By Michael E. Miller
By Ryan Yousefi
By Kyle Munzenrieder
By Sabrina Rodriguez
By Michael E. Miller
By Carlos Suarez De Jesus
By Luther Campbell
By Kyle Munzenrieder
Laura McDermott the big-boned Ashlee Simpson look-alike who organizes the readings buzzed around, apparently not quite hip enough for her own event. After reading an announcement for a local gay and lesbian film festival, she wondered, "What is GLBT?" Audience members tittered and explained the acronym Gay Lesbian, Bisexual, and Transgender. "Okay, well now I know," McDermott observed.
Conversation fell silent, and a few Chatterton-type boys leaned against a piano by the door, their arms crossed and eyes closed, as poet Campbell McGrath took the microphone. The author of the recently published collection Florida Poems waxed ugh! gag! about Bruce Springsteen, Seventies rock hits, playing in a band, and the Jewish summer camp he went to as a boy. The Bitch buried her nose in her paws when McGrath busted out words like historicity and phrases like propagandistic dualism, but otherwise nobly bore Mcgrath's meter.
One slightly preoccupied but hungry woman, lucky to have a seat, seemed more concerned with dribbling vinegar over her mixed greens.
Next up: Michael Hettich, an English professor at Miami Dade College, pulled his verse out of a crumpled Whole Foods grocery bag. The room sat in rapt attention, smiles and nods the counterpoint to Hettich's elegantly told childhood memory of feeding zoo seals. He played an electronic music-meets-poetry piece on a little boombox. One man toward the front shook his mop of gray hair without any apparent rhythmic concerns.
Later Hettich told The Bitch why he grabs every chance he can to read his poems: "It's almost like you're improvising something even though it's written on the page. You're making an argument that doesn't even make sense except through the music of it."
Then intriguing local composer and occasional Bitch brain teaser Gustavo Matamoros took the stage to perform a piece he wrote for the snare drum. Instead of using brushes or drumsticks, Matamoros held the drum's underside to his mouth every time he used the word right or write or rite or you get the point. The Venezuelan trilled his r's with an intensity that vibrated the drum and shook its snares. After a twenty-minute blizzard of rrrrrrrrr's, The Bitch was exhausted, and stepped outside to chat with Matamoros.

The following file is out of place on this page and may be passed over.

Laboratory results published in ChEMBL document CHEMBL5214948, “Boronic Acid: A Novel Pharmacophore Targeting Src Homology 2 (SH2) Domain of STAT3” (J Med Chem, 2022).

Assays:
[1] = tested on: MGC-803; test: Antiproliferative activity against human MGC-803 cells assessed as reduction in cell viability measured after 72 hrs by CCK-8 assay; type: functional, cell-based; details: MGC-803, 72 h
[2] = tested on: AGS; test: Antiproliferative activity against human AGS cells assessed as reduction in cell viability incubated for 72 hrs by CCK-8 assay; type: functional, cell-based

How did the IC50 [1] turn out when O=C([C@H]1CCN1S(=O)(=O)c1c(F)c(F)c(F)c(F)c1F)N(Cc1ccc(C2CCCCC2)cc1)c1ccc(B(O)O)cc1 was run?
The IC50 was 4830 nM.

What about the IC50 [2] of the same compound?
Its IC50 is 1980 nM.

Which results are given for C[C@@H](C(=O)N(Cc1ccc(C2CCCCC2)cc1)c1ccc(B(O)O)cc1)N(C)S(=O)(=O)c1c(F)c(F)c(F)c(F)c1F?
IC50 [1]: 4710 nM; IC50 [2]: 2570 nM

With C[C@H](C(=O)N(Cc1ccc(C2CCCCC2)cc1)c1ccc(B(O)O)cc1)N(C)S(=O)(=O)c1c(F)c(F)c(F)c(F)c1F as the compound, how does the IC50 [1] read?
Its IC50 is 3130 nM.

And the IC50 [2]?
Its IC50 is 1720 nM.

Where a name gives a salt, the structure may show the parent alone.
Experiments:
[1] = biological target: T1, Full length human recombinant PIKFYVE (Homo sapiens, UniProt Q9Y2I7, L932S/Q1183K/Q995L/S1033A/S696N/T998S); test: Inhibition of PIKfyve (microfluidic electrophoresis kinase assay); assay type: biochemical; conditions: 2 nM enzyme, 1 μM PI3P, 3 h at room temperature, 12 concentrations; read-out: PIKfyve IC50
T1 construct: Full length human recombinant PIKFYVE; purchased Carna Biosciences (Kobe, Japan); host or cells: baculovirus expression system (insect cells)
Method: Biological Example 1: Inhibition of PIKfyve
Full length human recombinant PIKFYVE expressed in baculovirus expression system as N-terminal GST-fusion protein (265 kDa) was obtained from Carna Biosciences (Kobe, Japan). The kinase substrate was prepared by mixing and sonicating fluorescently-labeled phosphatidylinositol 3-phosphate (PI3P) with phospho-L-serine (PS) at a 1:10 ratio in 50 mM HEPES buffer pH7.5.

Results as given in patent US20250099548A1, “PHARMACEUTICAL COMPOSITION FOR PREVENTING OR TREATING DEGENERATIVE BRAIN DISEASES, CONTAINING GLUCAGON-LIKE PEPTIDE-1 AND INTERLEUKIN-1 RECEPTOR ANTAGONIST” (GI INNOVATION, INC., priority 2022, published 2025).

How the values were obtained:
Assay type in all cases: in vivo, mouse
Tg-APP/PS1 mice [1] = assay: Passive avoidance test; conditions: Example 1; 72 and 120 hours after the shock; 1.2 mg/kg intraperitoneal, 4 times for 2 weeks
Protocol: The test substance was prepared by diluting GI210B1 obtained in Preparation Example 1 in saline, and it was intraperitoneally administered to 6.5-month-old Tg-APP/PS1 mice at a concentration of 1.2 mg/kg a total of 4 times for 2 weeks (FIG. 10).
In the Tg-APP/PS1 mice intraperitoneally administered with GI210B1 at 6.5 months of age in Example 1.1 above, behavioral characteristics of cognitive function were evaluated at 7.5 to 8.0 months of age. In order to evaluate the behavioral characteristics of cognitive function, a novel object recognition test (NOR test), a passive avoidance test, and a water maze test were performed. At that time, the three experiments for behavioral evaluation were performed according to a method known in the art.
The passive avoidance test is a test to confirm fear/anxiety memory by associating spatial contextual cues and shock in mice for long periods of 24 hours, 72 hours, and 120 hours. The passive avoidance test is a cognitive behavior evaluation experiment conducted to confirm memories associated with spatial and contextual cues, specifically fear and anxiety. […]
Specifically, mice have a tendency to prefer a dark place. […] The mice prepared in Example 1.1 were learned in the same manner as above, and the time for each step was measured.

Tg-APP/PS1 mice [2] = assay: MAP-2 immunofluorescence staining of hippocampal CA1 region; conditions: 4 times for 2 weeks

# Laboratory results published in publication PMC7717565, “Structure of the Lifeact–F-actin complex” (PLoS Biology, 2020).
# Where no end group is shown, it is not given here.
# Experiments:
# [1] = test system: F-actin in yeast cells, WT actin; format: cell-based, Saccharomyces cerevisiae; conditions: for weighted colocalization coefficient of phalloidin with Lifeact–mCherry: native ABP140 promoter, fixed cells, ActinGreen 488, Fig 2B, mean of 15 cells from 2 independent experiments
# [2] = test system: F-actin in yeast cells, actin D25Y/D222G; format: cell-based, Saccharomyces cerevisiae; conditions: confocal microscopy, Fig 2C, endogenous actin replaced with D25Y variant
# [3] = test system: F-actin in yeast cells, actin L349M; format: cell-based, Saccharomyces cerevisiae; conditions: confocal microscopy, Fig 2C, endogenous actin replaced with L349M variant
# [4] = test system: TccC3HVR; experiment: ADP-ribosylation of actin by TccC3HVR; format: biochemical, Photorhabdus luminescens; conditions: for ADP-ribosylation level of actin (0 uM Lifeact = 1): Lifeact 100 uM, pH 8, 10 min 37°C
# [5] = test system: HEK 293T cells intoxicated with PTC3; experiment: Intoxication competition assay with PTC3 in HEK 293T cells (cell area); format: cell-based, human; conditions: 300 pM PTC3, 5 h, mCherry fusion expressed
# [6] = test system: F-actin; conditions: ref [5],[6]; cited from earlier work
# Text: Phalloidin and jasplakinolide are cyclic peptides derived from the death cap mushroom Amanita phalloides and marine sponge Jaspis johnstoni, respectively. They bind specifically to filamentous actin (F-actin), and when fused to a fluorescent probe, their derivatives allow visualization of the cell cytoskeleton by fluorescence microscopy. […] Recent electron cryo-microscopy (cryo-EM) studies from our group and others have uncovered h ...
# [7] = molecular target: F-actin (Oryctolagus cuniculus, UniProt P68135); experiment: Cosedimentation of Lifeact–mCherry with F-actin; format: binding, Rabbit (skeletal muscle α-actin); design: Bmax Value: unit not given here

"There aren't many venues that would support this," he said of Luna Star, adding he'd like to see the city's bars and cafés embrace more experimental performances. Speaking of which, Matamoros said he's excited about a project he has planned for the Subtropics Music Festival in February. Together with Charles Recher, his partner in the wildly successful sound and light show at the Cars and Fish event at Art Basel, Matamoros will toy with hypersonic speakers. Although he wouldn't divulge much about the project, Matamoros said the speakers, which can beam sound with pinpoint accuracy, will make for an interesting aural happening.
The Bitch's favorite Spanish tutor is Sábado Gigante, the insanely popular, delightfully perplexing variety show en español. Recently gringos and gringas who have yearned to gain insight into the chaotic and ribald high jinks unfolding from their television sets have found hope in the form of a tall blond with hair straight out of a Pantene commercial. Aaron Hill, who came from Tampa and has lived in Miami for more than twenty years, began the gig as a guest star playing what else an American. For a little more than a year now, Hill has appeared in the show's most-beloved segment, "Cuarto para las Cuatro con la Cuatro," as Ronald Trumpet, a character who parodies comb-over king Donald Trump.
Seeing as Hill is a fan favorite and cast regular on a Spanish-language TV show aired in 42 countries every week, one might expect him to, y'know, speak the language. Alas, no.
"I'm just learning it now. I'm taking classes once a week," he says with an embarrassed laugh. Which leaves The Bitch wondering, How the hell does he read the scripts? "I've managed to pick up a lot of the words, and I comprehend a lot more now. It's a lot of physical comedy, so my timing has to be correct, and I have to know when they say something that I need to respond to. They gave me a couple of Spanish lines, but they usually keep it English," Hill explains.
Even before Sábado Gigante, Hill made a successful living as a personal trainer, often working at the posh Fairmont Turnberry Isle Resort in Aventura. But his first love has always been acting, and after kicking around in bit parts on Miami Vice and in various advertising campaigns, he was bitten hard by the bug del sur. "I do embrace Latin culture, because if you're in Miami and you don't, you wind up out in left field," he says. Lucky for Hill, the Spanish-speaking community seems to love him.